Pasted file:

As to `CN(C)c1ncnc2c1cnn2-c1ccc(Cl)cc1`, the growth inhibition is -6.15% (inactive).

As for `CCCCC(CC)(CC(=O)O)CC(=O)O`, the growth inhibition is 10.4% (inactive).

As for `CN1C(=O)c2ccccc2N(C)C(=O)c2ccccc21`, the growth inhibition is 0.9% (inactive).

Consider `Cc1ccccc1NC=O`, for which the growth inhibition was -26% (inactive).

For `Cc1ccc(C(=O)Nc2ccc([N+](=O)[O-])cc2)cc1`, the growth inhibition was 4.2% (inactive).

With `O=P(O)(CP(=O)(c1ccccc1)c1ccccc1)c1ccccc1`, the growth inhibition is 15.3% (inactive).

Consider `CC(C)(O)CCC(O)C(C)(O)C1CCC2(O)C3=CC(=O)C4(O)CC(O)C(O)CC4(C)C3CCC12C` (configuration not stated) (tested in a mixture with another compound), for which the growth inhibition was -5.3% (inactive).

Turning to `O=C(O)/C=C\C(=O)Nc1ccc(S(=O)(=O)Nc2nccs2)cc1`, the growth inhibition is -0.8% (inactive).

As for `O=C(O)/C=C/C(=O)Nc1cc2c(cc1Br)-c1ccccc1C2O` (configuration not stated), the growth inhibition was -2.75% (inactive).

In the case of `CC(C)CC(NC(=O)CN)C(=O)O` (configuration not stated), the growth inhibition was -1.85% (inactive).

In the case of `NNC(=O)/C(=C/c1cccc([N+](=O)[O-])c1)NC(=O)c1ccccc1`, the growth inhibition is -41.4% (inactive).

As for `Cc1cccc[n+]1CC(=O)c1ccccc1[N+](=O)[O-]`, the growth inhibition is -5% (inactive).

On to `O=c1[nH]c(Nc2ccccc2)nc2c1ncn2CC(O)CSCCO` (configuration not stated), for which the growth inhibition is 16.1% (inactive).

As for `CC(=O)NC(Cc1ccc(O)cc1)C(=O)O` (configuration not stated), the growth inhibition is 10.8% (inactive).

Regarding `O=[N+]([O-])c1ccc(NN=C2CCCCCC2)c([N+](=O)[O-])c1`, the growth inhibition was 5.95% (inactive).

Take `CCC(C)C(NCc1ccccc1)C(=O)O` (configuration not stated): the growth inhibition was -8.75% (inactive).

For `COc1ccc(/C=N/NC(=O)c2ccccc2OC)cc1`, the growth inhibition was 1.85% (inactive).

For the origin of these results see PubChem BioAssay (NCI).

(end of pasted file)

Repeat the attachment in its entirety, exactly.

As to `CN(C)c1ncnc2c1cnn2-c1ccc(Cl)cc1`, the growth inhibition is -6.15% (inactive).

As for `CCCCC(CC)(CC(=O)O)CC(=O)O`, the growth inhibition is 10.4% (inactive).

As for `CN1C(=O)c2ccccc2N(C)C(=O)c2ccccc21`, the growth inhibition is 0.9% (inactive).

Consider `Cc1ccccc1NC=O`, for which the growth inhibition was -26% (inactive).

For `Cc1ccc(C(=O)Nc2ccc([N+](=O)[O-])cc2)cc1`, the growth inhibition was 4.2% (inactive).

With `O=P(O)(CP(=O)(c1ccccc1)c1ccccc1)c1ccccc1`, the growth inhibition is 15.3% (inactive).

Consider `CC(C)(O)CCC(O)C(C)(O)C1CCC2(O)C3=CC(=O)C4(O)CC(O)C(O)CC4(C)C3CCC12C` (configuration not stated) (tested in a mixture with another compound), for which the growth inhibition was -5.3% (inactive).

Turning to `O=C(O)/C=C\C(=O)Nc1ccc(S(=O)(=O)Nc2nccs2)cc1`, the growth inhibition is -0.8% (inactive).

As for `O=C(O)/C=C/C(=O)Nc1cc2c(cc1Br)-c1ccccc1C2O` (configuration not stated), the growth inhibition was -2.75% (inactive).

In the case of `CC(C)CC(NC(=O)CN)C(=O)O` (configuration not stated), the growth inhibition was -1.85% (inactive).

In the case of `NNC(=O)/C(=C/c1cccc([N+](=O)[O-])c1)NC(=O)c1ccccc1`, the growth inhibition is -41.4% (inactive).

As for `Cc1cccc[n+]1CC(=O)c1ccccc1[N+](=O)[O-]`, the growth inhibition is -5% (inactive).

On to `O=c1[nH]c(Nc2ccccc2)nc2c1ncn2CC(O)CSCCO` (configuration not stated), for which the growth inhibition is 16.1% (inactive).

As for `CC(=O)NC(Cc1ccc(O)cc1)C(=O)O` (configuration not stated), the growth inhibition is 10.8% (inactive).

Regarding `O=[N+]([O-])c1ccc(NN=C2CCCCCC2)c([N+](=O)[O-])c1`, the growth inhibition was 5.95% (inactive).

Take `CCC(C)C(NCc1ccccc1)C(=O)O` (configuration not stated): the growth inhibition was -8.75% (inactive).

For `COc1ccc(/C=N/NC(=O)c2ccccc2OC)cc1`, the growth inhibition was 1.85% (inactive).

For the origin of these results see PubChem BioAssay (NCI).